Government survey findings showing almost a third of Australian employers break the law by setting an age limit for job applicants demonstrates how much effort is still required to fight ageism in the workforce.
The newly released Employing Older Workers report from the Australian Human Rights Commission found that two thirds of those 30 percent plus of employers who say they have a maximum age they are willing to recruit to, will not employ people over 50. This is despite two thirds of all respondents also acknowledging that the loss of older workers has led to a loss of skills and corporate knowledge in their company.
“At age 50 many workers are still optimising what they have to offer employers after several decades of honing skills” said Ian Yates, Chief Executive of COTA Australia, the leading national advocate for older Australians.
Mr. Yates said that while the report showed the situation has improved since 2014, when almost 71 per cent of employers said they had age restrictions, the findings are still an indictment of far too many employers.
“While there has been an improvement over the last four years, it’s scandalous that 1 in 3 employers discriminate on the basis of age, which is not only ageist and prejudiced, it’s illegal,” Mr. Yates said.
“The report shows that employers recognise the value of the experience older works bring (76 per cent) and the professional knowledge they possess (68 per cent), and more respondents across all categories said there was no difference between the generations at work, with a 14 per cent increase in people indicating no difference between older and younger workers on technology skills and abilities.
“Despite this, tens of thousands of mature, well qualified Australians are still being ruled out on the basis of their age, before they even have the chance to demonstrate they have the skills, experience and ability to the job – and this is all illegal under the Age Discrimination Act – who is letting them off the hook?
“It means that people Australians over 50 are either being forced onto Newstart unemployment benefit or going into poverty as they erode their lifetime savings, because the system is stacked against them.
It also means that as a nation we are missing out on the untold skills, experience and knowledge of 34 per cent of the population.”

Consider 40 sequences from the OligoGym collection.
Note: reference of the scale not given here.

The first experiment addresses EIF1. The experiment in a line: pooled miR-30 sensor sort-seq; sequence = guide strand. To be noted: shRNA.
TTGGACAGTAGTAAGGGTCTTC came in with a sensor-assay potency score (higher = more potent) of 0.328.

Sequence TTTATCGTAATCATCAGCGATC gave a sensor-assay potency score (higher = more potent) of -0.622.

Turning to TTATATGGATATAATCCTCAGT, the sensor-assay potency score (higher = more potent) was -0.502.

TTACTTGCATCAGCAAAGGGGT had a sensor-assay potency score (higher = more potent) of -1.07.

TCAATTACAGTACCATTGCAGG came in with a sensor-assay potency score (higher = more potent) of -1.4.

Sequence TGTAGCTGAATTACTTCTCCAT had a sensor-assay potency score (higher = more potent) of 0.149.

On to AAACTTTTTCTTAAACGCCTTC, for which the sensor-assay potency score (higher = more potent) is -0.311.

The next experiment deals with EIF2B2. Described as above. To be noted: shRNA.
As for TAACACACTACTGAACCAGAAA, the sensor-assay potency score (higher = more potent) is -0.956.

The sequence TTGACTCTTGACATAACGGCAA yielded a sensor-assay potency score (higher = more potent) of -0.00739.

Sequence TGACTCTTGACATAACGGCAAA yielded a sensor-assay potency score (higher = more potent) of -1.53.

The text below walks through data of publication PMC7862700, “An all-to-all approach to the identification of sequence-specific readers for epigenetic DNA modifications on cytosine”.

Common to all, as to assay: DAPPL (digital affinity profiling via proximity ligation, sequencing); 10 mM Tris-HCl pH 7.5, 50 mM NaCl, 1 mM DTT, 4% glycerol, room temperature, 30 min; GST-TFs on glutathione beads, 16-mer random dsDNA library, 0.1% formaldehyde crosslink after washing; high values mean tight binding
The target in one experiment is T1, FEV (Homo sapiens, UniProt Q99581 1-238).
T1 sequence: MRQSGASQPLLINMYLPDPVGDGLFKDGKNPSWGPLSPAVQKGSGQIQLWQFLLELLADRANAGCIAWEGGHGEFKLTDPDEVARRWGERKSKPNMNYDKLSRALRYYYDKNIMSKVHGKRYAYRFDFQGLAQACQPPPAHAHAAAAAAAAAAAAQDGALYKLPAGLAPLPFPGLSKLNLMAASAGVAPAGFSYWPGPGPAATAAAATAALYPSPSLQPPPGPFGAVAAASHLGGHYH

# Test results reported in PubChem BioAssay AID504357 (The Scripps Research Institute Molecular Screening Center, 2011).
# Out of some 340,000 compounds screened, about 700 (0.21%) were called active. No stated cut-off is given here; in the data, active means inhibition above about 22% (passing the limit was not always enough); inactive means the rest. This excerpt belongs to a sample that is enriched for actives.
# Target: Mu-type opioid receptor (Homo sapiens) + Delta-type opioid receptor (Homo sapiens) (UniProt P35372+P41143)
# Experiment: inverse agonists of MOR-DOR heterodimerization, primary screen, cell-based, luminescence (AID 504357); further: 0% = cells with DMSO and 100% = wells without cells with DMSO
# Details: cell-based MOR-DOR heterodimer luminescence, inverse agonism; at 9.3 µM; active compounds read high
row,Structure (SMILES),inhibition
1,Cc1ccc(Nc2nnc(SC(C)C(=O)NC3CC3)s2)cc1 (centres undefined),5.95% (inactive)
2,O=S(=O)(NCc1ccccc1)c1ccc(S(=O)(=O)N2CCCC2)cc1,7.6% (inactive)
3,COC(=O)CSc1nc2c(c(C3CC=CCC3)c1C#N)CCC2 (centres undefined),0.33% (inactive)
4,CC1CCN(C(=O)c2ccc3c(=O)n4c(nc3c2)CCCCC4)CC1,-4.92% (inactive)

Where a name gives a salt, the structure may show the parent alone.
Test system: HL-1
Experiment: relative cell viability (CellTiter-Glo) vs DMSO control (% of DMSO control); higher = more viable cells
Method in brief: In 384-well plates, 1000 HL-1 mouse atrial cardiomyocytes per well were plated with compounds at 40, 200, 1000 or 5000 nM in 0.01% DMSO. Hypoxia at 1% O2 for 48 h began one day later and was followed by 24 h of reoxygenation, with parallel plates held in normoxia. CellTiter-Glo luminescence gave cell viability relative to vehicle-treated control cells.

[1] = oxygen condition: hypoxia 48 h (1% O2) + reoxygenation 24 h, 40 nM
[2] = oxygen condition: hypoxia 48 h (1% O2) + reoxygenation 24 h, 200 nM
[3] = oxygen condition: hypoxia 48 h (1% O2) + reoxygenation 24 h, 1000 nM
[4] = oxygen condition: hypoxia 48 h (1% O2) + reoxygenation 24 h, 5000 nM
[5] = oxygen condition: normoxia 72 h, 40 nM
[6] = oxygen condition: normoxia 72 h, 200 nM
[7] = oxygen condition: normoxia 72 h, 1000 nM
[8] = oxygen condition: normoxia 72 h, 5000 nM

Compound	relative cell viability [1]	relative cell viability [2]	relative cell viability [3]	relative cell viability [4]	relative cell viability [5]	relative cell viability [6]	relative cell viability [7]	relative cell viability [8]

Mr Yates said the report reinforced the imperative for the government to further beef up the programs it announced in the May Budget to increase workplace participation for older Australians. Otherwise there is a fair chance bureaucratic inertia will mean they are never implemented.
“On these figures Prime Minister Scott Morrison will be struggling to find an employer to take him on if he loses the next Federal election – the odds are they won’t want him because he’s over 50,” Mr Yates said.
“Australia’s population is ageing, which means we are living longer, we are healthier for longer and we can contribute to the workforce longer. However too many employers write us off in our prime.
“Governments have acknowledged the value older Australians can provide to the workforce, and the economic value of increasing workforce participation amongst older Australians.
“We need programs that incentivize employment of older workers, support their retraining and encourage flexible career development, and a government that is also prepared to punish employers who act illegally against Federal law and international conventions.
“Let’s not pussyfoot around – it’s illegal to discriminate against employees on the basis of their age but the government is letting a third of Australia’s employers do it without sanction – and we suspect some of those employers are government agencies. It’s time to stop the rot and change the culture.”
Media contact: Ian Yates 0418 835 439, Jenny Stokes 0478 504 280
Download full media release.